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Elizabeth Macarthur

From the earliest days of settlement, Watsons Bay was a favourite sightseeing spot for residents of the new colony. Many made day trips across the harbour from Sydney Town - just as we do today - to enjoy the fine beaches, pleasant walks and impressive cliff views of the area.

One of Australia’s most distinguished pioneers, Elizabeth Macarthur, the wife of John Macarthur (widely regarded as ‘the father of the Australian wool industry,’) wrote the following after one such excursion to Watsons Bay in 1791.  

“In a Harbour so formed a number of pleasant little water parties might be made to some of these islands or bays. I have been enabled to put but one in execution, and that was to a Bay near the harbour's mouth, about six miles from Sydney. We passed the day in walking among the rocks and upon the sands very agreeably.

Above this Bay, about half a mile distance, is a very high hill which commands an extensive view of the wide ocean, on it is placed a Flag-staff which can also be seen at Sydney. When a ship appears the Flag is hoisted, by which means we have notice of it much sooner than we other ways could have; it also conducts the vessel into the harbour. There are a few huts near the Flag-staff with people in them appointed to keep a look-out.”

Elizabeth - recognised as the first well-educated woman in the colony - was a keen observer, and her many letters to family and friends in England provide a rich and detailed observation of life in the early colony of New South Wales. Elizabeth is recognised for her intelligence, common sense and managerial capability; as well as her role in breeding the Australian merino and in nurturing the wool industry. It’s a role now seen to be as significant as that of her husband. She also provided inspiration to her sons to carry on the pastoral tradition that the family established.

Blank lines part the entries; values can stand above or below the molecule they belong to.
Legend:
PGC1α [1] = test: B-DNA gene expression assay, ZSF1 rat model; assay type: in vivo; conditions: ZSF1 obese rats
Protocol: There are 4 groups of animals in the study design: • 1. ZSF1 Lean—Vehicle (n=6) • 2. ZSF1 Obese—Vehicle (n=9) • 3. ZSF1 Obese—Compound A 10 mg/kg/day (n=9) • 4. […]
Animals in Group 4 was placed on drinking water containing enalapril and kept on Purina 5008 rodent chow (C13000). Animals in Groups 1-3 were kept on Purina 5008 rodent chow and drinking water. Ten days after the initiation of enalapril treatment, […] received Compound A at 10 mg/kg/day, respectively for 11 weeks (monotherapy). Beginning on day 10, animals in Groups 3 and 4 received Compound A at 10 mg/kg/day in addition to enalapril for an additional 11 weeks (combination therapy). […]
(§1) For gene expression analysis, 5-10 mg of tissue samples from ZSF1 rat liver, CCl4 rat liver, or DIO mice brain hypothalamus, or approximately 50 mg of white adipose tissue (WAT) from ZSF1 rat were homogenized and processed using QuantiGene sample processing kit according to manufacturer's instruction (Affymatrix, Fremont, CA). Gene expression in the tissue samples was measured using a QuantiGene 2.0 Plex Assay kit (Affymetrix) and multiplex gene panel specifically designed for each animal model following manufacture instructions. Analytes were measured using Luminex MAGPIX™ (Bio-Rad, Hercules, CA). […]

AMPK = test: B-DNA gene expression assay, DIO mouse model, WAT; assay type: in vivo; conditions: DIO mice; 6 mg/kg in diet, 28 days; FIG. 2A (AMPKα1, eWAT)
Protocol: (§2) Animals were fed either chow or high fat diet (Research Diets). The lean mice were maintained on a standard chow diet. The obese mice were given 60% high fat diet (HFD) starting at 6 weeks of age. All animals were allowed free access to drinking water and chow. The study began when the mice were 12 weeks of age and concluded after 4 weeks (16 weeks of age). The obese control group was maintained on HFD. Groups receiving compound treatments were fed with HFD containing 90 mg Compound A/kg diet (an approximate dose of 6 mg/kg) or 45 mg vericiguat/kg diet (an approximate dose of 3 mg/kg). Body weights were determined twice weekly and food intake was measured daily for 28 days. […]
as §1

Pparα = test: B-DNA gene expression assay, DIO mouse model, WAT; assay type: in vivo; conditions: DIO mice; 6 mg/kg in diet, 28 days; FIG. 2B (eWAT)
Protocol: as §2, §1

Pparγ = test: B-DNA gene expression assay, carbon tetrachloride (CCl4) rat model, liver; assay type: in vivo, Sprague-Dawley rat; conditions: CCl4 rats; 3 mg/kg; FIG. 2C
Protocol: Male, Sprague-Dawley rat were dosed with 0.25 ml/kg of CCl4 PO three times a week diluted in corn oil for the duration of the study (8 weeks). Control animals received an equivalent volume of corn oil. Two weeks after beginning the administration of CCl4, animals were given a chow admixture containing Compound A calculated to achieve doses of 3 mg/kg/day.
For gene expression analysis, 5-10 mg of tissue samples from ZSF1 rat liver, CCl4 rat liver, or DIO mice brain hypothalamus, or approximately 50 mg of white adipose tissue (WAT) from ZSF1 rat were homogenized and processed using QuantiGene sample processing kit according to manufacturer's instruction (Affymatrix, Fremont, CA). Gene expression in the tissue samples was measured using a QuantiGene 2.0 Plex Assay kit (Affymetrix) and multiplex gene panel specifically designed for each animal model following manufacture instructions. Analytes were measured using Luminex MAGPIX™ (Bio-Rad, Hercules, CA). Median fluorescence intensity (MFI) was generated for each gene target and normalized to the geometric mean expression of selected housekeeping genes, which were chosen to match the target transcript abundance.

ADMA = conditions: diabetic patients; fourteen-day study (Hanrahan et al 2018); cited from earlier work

The high hill with flagstaff that Elizabeth talks about is probably Signal Hill - where the South Head Signal Station has subsequently been established - less than a kilometre north of the Macquarie Lighthouse. In the early days this site on South Head was constantly manned by lookouts, and with a clear line of sight to Observatory Hill in Sydney, signal fires were lit to alert the colony of arriving ships.

 

 

 

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Elizabeth Macarthur
Dixon Galleries, State Library of NSW, DG221